A Boulder Judge Recently Blocked A Ban On Assault Weapons
The assault-weapons ban was enacted in Boulder in 2018 following the Parkland shooting in Florida
Earlier this month, a state district court judge ruled that the city of Boulder could not enforce a ban on assault-style weapons and large-capacity magazines. The ban was initially enacted after the 2018 school shooting in Parkland, Florida. Last night, a gunman opened fire in a Boulder grocery store, killing 10 people with a rifle, according to police. This is the second mass shooting to happen in less than a week.
On March 12, Boulder County District Judge Andrew Hartman ruled that, according to a 2003 Colorado state law, cities and counties cannot restrict guns that are otherwise legal under federal and state law. In his ruling, Hartman wrote that the “need for statewide uniformity favors the state’s interest in regulating assault weapons.” He warned that Boulder’s ordinance could influence other cities in Colorado to pass their own bans.
Boulder Judge Andrew Hartman lifted their ban on AR-15’s on March 17th. The judge should be removed from the bench. https://t.co/p8aVdYp9kp
— Pati (@PatiKRoll11) March 23, 2021
The city of Boulder argued that the state constitution gave it the power to adopt the bans as a matter of local concern, stating that a ban on assault-style weapons was necessary because Colorado doesn’t regulate such weapons.
Dawn Reinfeld, the co-founder of Colorado gun violence prevention group Blue Rising, tells the Washington Post that the timing of the court decision was “appalling” and hard to ignore.
“We tried to protect our city,” she said. “It’s so tragic to see the legislation struck down, and days later, to have our city experience exactly what we were trying to prevent.”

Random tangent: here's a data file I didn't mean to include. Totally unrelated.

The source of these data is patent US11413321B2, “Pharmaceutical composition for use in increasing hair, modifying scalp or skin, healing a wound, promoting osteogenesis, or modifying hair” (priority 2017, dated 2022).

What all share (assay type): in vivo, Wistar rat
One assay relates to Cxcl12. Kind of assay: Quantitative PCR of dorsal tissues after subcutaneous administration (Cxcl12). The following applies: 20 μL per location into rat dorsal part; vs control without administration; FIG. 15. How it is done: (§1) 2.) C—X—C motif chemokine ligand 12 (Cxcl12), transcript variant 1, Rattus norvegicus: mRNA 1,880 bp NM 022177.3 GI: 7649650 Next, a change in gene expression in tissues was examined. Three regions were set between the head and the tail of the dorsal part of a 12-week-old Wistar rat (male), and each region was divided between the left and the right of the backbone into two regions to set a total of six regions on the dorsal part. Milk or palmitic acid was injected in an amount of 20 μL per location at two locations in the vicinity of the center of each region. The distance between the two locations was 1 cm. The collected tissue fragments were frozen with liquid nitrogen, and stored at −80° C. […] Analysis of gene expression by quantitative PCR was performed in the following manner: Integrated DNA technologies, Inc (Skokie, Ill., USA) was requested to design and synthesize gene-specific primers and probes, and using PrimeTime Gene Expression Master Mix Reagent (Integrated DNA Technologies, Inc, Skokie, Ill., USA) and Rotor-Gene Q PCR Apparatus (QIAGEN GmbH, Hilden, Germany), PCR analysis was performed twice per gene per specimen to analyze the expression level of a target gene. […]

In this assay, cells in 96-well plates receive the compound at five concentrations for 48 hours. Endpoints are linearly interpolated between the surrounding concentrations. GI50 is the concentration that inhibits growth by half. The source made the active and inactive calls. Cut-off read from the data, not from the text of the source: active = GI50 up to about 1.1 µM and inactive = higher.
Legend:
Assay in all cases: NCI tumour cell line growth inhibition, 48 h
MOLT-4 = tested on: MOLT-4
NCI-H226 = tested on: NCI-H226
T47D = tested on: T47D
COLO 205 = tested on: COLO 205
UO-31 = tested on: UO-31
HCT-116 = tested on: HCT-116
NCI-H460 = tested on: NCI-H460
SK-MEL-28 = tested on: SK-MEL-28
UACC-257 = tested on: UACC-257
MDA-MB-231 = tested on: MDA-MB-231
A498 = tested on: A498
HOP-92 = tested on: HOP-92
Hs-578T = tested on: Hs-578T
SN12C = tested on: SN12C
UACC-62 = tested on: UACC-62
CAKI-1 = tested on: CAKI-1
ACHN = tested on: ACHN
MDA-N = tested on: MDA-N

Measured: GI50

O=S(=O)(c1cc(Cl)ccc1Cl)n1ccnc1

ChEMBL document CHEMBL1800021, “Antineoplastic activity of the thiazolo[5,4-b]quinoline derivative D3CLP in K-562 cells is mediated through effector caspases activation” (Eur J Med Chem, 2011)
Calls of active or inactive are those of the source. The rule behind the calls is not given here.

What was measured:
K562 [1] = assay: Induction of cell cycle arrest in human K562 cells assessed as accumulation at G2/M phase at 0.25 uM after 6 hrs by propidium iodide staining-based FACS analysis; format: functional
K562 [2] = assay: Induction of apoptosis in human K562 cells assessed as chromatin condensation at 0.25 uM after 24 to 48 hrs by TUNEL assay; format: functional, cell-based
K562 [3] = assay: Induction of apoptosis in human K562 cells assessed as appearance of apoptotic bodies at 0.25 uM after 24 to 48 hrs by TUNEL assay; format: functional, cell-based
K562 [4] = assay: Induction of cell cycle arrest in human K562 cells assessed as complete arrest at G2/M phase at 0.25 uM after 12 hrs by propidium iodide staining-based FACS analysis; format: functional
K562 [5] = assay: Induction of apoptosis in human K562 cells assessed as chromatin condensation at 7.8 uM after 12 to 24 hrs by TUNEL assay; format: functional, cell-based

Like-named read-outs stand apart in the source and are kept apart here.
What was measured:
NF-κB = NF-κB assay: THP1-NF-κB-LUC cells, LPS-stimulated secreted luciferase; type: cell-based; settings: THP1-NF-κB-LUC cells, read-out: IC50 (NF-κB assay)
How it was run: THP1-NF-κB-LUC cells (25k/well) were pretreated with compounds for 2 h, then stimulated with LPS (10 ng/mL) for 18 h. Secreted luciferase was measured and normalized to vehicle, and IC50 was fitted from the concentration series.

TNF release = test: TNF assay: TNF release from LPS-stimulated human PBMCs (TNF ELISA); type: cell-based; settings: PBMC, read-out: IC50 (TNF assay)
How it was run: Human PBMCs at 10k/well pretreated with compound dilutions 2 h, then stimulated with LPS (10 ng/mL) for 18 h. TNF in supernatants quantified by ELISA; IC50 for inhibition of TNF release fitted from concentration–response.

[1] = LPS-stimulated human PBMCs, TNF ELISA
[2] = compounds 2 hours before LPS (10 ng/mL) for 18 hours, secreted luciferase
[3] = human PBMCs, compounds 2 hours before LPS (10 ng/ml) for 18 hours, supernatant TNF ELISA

North Central Colorado, which counts Boulder as part of its region, has seen nine school shootings since the Columbine shooting in 1999, which left 12 students and one teacher dead. A 2012 shooting at a movie theater in Aurora also left 12 people dead.
Those massacres, as well as the school shooting in Parkland, influenced Boulder officials to take action to prevent further mass shootings.
The 2018 ruling banned the possession, transfer, and sale of most shotguns and certain pistols and semiautomatic rifles with pistol grips, a thumbhole stock, or any protruding grip that allows a weapon to be stabilized with the non-trigger hand. It also banned large-capacity magazines, which defined as “any ammunition-feeding device with the capacity to accept more than 10 rounds.” A permit system was established for people who had previously owned any of those guns.
Following Hartman’s ruling in eliminating the ban, the NRA, predictably, supported his decision.
ICYMI: A Colorado judge gave law-abiding gun owners something to celebrate.
In an @NRAILA-supported case, he ruled that the city of Boulder’s ban on commonly-owned rifles (AR-15s) and 10+ round mags was preempted by state law and STRUCK THEM DOWN. https://t.co/wmdhGG16pc
— NRA (@NRA) March 16, 2021
Just one day after Hartman’s ruling, on March 13, city officials instructed Boulder police to stop enforcing the ban. The mass shooting in Boulder occurred on the afternoon of March 22.
Colorado State Rep. Tom Sullivan ran for office after his son Alex was killed in the Aurora movie theater shooting, and helped lobby the statehouse in Denver for background checks and magazine limits, according to the Washington Post.
Simply don’t have the words and doing all I can to maintain the strength I will need to get through this day. We don’t have to live like this. We must do more! #copolitics #coleg https://t.co/ewwsvxI9Jw
— Representative Tom Sullivan (@Sully_720) March 22, 2021
“The assault weapons put the ‘mass’ in the ‘shootings,’ ” he said. “That’s what gets the numbers up. That’s what gets the assault weapons that were able to fire as many rounds as were fired … in the theater, in the schools, in Parkland.”